In many ways, a neighborhood is an extension of the home. It should serve as a safe haven where kids can roam, play and socialize with other kids in the area. Unfortunately, too many communities lack the security necessary to make parents feel okay about letting their young ones explore freely. What can you do to create a safe zone for your kids and others within your neighborhood?
Who are your neighbors?
Much of the suspicion a person feels about their community is tied to what is known and unknown about those living amongst them. They could be among the bad apples, or they could be a positive influence on the youth in the area. You’ll never know unless you reach out to them, make small talk, get a sense of how their kids behave … anything that can clue you in to whether or not they are a positive or negative influence.
One of the perks of knowing your neighbors is that they can become another set of eyes watching over your interests, especially when you’re out of town. Also, if there is ever an emergency, your kids will know that they can go to those trusted homes and find safety.
Spearhead a neighborhood watch?
When you’ve gotten to know who to trust in your area, see who is interested in joining a neighborhood watch program. You can even establish block captains who will be in charge of specific tasks, helping to keep everyone in the community up to date on tasks.
When everyone pitches in on a large dumpster rental, the cost of clearing out unwanted junk is greatly reduced and will entice everyone to work together to take pride in their community.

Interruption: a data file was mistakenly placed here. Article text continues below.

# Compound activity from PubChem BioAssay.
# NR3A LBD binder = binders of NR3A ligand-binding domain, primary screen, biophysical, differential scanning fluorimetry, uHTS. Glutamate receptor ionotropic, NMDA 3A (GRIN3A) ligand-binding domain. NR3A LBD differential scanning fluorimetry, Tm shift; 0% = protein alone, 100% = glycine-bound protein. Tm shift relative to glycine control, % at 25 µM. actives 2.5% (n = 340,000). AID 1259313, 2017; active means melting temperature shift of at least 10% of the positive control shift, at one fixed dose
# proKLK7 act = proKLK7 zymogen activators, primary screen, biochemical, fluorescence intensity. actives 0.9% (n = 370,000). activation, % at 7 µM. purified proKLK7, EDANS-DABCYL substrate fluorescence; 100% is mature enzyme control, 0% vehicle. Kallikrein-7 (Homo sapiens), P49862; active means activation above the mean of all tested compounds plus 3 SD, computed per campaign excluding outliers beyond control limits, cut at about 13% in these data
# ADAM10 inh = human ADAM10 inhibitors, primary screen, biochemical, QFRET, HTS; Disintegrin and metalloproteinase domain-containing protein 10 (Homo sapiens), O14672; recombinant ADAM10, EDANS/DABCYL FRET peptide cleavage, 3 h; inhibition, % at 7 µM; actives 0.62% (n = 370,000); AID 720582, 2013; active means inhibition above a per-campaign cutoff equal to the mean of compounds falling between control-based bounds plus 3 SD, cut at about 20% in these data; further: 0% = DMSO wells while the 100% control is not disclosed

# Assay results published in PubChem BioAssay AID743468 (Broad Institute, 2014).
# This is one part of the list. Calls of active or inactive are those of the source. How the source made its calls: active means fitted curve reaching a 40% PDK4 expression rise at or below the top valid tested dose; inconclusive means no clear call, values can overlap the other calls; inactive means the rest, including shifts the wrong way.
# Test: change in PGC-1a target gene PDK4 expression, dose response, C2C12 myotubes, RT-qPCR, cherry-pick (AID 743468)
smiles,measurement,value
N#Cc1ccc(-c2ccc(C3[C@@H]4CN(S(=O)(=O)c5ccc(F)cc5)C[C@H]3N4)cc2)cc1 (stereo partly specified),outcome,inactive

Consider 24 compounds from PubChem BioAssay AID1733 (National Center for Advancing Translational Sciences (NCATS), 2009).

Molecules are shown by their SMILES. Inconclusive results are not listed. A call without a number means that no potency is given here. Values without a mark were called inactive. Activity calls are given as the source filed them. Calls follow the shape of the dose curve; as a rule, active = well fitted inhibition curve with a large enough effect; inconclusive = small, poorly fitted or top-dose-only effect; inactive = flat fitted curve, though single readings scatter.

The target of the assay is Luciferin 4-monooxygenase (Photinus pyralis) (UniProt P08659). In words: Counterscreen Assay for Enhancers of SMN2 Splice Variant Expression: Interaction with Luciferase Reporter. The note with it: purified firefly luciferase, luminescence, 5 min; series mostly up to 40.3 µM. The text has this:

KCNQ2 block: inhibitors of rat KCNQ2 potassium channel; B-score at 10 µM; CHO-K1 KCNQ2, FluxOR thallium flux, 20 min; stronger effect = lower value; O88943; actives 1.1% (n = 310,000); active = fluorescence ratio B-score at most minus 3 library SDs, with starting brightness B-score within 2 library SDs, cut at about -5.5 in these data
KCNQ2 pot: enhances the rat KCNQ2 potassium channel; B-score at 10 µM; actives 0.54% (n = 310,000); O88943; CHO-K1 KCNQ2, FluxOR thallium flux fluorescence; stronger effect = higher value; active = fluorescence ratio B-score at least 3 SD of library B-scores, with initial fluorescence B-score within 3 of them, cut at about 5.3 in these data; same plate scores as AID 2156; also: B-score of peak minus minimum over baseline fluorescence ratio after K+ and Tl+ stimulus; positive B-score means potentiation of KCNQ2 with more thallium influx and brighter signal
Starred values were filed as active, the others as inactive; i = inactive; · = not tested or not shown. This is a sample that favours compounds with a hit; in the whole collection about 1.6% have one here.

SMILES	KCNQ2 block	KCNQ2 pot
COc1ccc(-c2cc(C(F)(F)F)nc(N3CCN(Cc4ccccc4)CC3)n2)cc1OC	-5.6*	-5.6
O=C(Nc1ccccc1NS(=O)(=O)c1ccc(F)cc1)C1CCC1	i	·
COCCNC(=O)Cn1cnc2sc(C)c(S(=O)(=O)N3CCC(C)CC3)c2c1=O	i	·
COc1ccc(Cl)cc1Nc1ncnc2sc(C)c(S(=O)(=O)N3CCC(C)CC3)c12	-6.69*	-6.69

Here are some responsibilities common with watch programs’ block captains:
- Pass on information offered by individual residents and area coordinators
- Maintain and distribute new neighbor information packets
- Manage phone and email lists
- Distribute home security manuals to residents and collect any fees necessary for “crime watch” signs
For the most part, any resident taking part in a program simply agrees to keep an eye on others’ property and report suspicious activities to police and to nearby residents.
Practice street safety
In areas where traffic is slow and minimal, it’s not uncommon for the street to be part of the “playground.” However, street safety education is a must. Make sure kids know to look both ways before entering the street, and establish boundaries for how far out children are allowed to play.
Placing street signs that alert drivers about “Children Playing” throughout the community will also offer an added layer of protection. Finally, make it known to all residents that speeding will not be tolerated.
Schedule block clean up events
Residents become more invested in their communities when they take steps to beautify it. Scheduling regular trash pickup events can help neighbors share the cost of disposing of refuse in their homes or from their yards. When everyone pitches in on a large dumpster rental, the cost of clearing out unwanted junk is greatly reduced and will entice everyone to work together to take pride in their community.
If your community wants to schedule a big clean up, contact us at A City Suburban Services, Inc. We’ll drop off a dumpster for you and your neighbors to use, and we’ll pick it up when your event is over. If you have questions about what size is going to work best for you, just give us a call and we’ll help you out.